Apple’s Secrets Revealed at Trial

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Apple Inc., one of the world’s most secretive companies, is finding there’s a price in pushing its grievances against rival Samsung Electronics Co. in federal court: disclosure.

In just the first few days of its patent trial this week, Apple has publicly discussed how it created the iPhone and iPad, showed early designs of the devices and described intimate details about its product team.

Apple Offered Licensing Deals to Patent Foes

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Apple Inc. is fighting a multi-front patent war against competing makers of mobile devices, demanding injunctions that would block sales of their products. But the company has also indicated a willingness to cut deals with competitors, according to people familiar with the matter.

The consumer-electronics company has put forth proposals to Motorola Mobility Holdings Inc. and Samsung Electronics Co. to settle some pending litigation in exchange for royalty payments to license its patents, among other terms, these people said.

This is not a new tactic; Apple had some discussions with companies such as Samsung before initiating litigation, according to statements made to a court in at least one suit.

Fight Over iPad Name Spills Into U.S. Court

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Proview Electronics Co. has taken its legal battles with Apple Inc. to a U.S. court, claiming the iPhone maker used deception in buying the iPad trademark and shouldn’t be allowed to keep it.

The lawsuit, which was filed in the Superior Court of the State of California in Santa Clara County on Feb. 17 but previously unreported, claimed that Apple had committed fraud when it used a company set up by one of its law firms, called IP Application Development Ltd., to purchase the iPad trademark from Proview on Dec. 23, 2009 for 35,000 British pounds ($55,000).

Price of the iPad Name: $55,000 to $2 Billion

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What’s in a name like iPad?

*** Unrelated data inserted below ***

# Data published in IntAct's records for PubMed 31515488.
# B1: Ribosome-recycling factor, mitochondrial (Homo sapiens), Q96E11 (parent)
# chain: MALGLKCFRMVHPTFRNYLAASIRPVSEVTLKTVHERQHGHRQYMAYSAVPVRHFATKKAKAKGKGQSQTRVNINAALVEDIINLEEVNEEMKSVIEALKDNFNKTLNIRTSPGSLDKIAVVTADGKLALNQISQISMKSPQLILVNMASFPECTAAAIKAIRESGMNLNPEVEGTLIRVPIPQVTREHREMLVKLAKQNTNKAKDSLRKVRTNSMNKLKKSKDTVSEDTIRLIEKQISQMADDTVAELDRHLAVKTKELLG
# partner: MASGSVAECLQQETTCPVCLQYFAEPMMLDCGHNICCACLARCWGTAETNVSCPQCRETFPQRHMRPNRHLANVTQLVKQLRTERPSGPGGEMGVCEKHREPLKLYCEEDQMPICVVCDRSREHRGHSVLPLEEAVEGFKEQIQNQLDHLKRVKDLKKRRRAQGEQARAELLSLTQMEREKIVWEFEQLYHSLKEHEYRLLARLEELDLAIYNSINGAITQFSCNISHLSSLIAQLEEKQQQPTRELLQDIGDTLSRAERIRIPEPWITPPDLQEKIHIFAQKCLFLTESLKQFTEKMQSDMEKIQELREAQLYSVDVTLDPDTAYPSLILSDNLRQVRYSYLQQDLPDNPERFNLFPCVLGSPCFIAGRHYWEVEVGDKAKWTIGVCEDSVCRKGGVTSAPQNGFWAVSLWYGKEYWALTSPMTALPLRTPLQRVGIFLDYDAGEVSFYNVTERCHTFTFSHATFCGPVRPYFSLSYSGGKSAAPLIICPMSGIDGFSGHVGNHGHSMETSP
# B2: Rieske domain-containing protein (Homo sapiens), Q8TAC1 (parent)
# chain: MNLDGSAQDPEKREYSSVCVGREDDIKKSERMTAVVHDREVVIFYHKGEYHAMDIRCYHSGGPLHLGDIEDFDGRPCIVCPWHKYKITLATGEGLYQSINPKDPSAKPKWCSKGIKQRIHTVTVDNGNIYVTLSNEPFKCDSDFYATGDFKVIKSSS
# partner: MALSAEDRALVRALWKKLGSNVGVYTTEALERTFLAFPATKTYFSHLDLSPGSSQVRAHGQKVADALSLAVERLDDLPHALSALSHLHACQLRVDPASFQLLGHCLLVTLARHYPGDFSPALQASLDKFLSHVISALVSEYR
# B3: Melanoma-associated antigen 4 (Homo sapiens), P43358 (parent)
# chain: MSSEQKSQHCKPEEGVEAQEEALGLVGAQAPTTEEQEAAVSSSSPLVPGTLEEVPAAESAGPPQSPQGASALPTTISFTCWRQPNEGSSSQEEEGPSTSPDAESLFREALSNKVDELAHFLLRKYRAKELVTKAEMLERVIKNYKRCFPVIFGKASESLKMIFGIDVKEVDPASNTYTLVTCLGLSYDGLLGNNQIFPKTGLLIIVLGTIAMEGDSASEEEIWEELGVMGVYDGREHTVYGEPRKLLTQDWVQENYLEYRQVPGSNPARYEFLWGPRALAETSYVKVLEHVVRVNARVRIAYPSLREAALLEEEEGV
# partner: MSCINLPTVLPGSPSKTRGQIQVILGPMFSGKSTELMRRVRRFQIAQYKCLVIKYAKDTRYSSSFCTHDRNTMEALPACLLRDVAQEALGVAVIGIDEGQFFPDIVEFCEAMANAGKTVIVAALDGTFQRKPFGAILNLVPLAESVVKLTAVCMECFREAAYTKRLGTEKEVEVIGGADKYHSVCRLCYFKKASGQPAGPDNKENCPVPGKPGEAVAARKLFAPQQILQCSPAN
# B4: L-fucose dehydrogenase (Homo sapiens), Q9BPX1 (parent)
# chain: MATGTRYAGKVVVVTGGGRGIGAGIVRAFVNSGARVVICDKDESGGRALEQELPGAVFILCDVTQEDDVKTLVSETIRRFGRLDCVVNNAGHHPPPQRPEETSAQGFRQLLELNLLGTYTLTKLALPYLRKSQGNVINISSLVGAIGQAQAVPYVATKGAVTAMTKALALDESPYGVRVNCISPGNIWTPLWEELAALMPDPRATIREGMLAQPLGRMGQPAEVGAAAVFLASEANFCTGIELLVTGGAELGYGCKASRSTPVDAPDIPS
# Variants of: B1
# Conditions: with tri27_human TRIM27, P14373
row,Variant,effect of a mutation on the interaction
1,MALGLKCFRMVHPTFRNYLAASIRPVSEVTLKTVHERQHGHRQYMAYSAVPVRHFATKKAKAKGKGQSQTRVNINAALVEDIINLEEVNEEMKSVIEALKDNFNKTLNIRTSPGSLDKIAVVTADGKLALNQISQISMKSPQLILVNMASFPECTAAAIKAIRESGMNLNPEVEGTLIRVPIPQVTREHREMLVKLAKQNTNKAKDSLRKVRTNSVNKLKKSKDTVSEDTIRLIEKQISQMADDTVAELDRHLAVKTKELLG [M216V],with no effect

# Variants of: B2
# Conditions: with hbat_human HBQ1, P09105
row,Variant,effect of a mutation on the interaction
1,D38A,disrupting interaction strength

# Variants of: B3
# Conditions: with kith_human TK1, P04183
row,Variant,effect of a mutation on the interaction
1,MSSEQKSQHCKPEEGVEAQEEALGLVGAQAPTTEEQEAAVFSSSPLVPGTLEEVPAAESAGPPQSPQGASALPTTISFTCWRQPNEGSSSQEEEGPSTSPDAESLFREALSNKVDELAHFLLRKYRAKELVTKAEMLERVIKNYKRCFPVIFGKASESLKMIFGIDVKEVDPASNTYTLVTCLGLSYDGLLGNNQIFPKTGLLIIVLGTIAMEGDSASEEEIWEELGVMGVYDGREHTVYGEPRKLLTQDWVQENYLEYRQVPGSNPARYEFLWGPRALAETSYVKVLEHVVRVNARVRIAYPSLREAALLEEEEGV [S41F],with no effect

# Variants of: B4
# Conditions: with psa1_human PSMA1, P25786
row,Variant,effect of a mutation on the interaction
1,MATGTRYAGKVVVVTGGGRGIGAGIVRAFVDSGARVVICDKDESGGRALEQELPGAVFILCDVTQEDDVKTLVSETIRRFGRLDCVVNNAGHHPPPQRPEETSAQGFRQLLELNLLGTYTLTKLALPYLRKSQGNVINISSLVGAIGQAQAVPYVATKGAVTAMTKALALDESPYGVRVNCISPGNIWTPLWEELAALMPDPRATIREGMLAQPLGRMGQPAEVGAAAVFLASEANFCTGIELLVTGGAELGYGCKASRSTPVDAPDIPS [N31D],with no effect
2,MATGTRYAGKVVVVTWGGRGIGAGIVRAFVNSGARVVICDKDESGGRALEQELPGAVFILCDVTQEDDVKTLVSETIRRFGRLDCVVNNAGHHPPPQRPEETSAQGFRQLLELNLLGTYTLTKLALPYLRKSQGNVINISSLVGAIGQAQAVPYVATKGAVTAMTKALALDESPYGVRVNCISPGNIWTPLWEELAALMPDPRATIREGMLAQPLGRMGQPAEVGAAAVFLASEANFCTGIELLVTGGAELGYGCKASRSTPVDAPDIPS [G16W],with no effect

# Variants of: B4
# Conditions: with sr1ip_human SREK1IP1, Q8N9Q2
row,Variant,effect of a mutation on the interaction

Apple Inc. agreed to pay Proview International Holdings Ltd. £35,000 ($55,494 at current exchange rates) for the iPad trademark, according to a cache of documents that includes emails and a contract detailing an agreement between the two companies.

The newly unearthed documents come as Apple has been battling Proview over whether it purchased rights to the iPad name from Proview in 2009—a key issue in a dispute between the companies.

Proview defended its claims to the trademark in China, and suggested on Friday that the company could be due as much as $2 billion from Apple.

Apple Asked Standards Body to Set Rules for Essential Patents

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SAN FRANCISCO—Apple Inc. has asked a telecommunications standards body to set basic principles governing how member companies license their patents, an increasingly contentious topic for rivals in the smartphone industry.

In a letter to the European Telecommunications Standards Institute, Apple said the telecommunications industry lacks consistent licensing schemes for the many patents necessary to make mobile devices, and offered suggestions for setting appropriate royalty rates that all members would follow.

Many mobile technology companies, such as Motorola Mobility Holdings Inc. and Samsung Electronics Co. Ltd., hold patents that became part of industrywide standards. Standards bodies often require the patent holders to offer to license their patents to any company on a basis known as Frand, or fair, reasonable and nondiscriminatory. Questions about such commitments have arisen amid a flurry of patent suits between rivals in the mobile-device market.

Beyond the Password

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One day five months ago, Karim Hijazi saw an unusual sight while reading his work email. A message that had been marked as “read” was suddenly marked “unread.”

What the founder of Unveillance, a computer-network security firm, soon learned was that hackers had broken into his account.

The hackers gained access to his email by stealing log-in information from an insecure website, which they then matched up with a password they found on the Internet. After downloading all of his emails, the hackers sent Mr. Hijazi a message demanding he share sensitive security information with them. When he refused, the hackers released his emails on the Web.

“It was like a baby with a gun,” he says.